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Spouses often know that their marriage is crumbling and that they are likely headed for divorce. When this is the case, you may wonder whether you should file for divorce first and if there are any advantages in doing so. The family courts will not take into consideration which spouse filed first when making decisions on child custody, property division, and more. However, there are some advantages you will gain if you are the first to file.
During a divorce, there is so much that is outside of a person’s control. By filing first, you take some of that control back. You can make arguments within the complaint about any wrongdoing done by your spouse, which leaves them with the responsibility of responding to those arguments. You can also choose which jurisdiction to file in, which is particularly advantageous if your spouse lives far away at the time of filing.
When filing for divorce first, it provides you with the necessary time to prepare, which can give you a financial advantage. Preparing for divorce involves collecting important financial documents, such as life insurance policies, banking accounts, titles to property, and more.
Another financial advantage you will gain by filing for divorce first is that you can start setting money aside or establish credit that can help throughout the divorce process. Once the divorce process begins, it is much more challenging to obtain credit, and you may even find it more difficult to obtain the financial documents you need.
Once you file for divorce, a judge will issue a standing order that prevents you and your spouse from hiding assets, going on a spending spree, or draining financial accounts. People often do this to protect property they do not want subject to the property division rules of the state.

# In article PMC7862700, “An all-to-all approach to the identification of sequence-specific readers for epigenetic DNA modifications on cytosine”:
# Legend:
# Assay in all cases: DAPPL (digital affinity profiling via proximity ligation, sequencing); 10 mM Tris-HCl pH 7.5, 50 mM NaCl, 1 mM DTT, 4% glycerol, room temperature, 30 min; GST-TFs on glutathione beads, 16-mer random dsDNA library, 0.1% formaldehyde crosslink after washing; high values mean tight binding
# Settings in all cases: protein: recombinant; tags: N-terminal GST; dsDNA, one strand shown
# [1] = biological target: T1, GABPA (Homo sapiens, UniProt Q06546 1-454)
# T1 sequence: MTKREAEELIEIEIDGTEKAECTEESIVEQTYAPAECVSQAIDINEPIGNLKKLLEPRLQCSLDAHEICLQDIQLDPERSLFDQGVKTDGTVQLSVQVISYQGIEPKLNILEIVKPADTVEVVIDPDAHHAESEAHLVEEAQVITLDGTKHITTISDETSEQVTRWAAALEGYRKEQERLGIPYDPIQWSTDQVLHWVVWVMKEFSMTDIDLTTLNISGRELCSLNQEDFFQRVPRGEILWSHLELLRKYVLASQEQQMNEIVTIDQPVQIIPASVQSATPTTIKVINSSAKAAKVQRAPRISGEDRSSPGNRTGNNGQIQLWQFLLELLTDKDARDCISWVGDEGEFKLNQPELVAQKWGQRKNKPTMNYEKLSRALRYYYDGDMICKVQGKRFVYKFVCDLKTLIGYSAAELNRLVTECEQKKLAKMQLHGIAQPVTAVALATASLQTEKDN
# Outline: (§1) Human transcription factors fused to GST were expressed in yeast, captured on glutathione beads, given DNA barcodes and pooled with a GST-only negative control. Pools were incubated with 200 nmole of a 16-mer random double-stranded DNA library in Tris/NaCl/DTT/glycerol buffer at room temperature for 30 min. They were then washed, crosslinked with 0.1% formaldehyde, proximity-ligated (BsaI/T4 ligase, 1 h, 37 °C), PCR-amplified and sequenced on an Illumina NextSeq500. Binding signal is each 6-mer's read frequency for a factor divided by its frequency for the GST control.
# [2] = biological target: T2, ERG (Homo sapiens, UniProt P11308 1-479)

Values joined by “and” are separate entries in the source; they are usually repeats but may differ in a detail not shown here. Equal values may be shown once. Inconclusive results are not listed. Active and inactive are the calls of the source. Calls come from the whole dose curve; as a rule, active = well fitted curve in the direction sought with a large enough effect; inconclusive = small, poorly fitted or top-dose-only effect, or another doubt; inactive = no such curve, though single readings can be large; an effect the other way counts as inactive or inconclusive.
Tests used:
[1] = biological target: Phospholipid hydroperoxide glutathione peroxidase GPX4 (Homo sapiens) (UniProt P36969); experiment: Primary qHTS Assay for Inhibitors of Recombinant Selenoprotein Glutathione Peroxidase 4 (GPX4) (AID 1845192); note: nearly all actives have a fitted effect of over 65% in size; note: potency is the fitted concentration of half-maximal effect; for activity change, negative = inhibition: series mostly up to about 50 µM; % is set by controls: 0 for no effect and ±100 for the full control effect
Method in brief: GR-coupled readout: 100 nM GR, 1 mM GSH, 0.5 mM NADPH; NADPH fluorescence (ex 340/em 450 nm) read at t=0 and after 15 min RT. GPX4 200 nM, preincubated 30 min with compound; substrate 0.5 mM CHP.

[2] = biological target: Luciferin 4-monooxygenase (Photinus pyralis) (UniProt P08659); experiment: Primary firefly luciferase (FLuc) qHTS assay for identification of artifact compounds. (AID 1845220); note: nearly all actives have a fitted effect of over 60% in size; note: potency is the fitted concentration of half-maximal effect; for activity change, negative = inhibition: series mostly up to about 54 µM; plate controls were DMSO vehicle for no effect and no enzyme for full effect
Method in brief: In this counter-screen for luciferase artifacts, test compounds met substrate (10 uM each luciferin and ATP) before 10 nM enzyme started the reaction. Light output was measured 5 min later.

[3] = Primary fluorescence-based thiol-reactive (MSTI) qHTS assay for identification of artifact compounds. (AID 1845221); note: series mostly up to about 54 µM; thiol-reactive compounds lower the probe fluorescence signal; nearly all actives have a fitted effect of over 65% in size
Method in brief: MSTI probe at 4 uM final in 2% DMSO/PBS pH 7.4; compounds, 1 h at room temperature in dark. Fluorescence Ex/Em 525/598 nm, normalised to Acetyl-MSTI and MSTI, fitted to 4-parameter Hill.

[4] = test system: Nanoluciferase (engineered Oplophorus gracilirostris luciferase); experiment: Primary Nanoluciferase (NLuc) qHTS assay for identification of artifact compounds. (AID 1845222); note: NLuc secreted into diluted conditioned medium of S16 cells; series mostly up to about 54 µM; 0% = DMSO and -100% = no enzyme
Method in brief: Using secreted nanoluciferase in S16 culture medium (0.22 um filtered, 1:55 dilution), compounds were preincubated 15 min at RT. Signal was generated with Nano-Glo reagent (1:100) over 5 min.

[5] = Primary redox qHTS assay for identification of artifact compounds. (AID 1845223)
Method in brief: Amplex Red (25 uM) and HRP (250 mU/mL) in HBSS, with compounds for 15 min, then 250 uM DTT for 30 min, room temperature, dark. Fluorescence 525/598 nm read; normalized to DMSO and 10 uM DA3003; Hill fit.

In Illinois, property is not divided 50/50 the way many people think. Instead, Illinois follows an equitable distribution system in property division matters. This means that while marital property is divided fairly, it is not always divided equally. A judge will take a number of factors into consideration when dividing marital property. For example, if one spouse spent marital funds on an affair, the other spouse may receive more in property division hearings to compensate them for the loss of marital funds.
Marital property includes any assets or debt that was acquired by the couple during the marriage. Separate property, which includes assets and debts acquired by one spouse prior to the marriage, is not included in property division hearings.
If you are considering divorce, or you believe your spouse will soon file, our skilled Hinsdale divorce lawyers at the Law Office of Martoccio & Martoccio are here to help. We can help you file the complaint properly, act as your legal counsel and guide you throughout the entire process, and give you the best chance of securing a fair settlement. Call us today at 630-920-8855 or contact us online to schedule a free initial consultation.